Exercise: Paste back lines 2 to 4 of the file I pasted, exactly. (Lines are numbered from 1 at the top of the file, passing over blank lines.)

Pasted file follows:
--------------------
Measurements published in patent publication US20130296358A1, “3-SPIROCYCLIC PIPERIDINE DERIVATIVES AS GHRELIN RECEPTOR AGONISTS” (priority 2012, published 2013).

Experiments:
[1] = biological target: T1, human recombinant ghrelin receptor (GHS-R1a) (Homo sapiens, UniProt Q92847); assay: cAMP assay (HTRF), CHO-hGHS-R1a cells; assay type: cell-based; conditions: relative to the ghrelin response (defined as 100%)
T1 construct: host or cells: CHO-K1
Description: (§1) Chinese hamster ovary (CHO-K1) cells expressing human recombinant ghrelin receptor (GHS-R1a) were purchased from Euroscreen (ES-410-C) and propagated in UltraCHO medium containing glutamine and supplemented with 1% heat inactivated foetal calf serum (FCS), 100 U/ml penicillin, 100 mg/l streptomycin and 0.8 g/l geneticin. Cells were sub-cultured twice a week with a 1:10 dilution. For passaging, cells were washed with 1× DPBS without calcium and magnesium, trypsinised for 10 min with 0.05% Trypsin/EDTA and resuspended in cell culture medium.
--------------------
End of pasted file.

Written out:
Experiments:
[1] = biological target: T1, human recombinant ghrelin receptor (GHS-R1a) (Homo sapiens, UniProt Q92847); assay: cAMP assay (HTRF), CHO-hGHS-R1a cells; assay type: cell-based; conditions: relative to the ghrelin response (defined as 100%)
T1 construct: host or cells: CHO-K1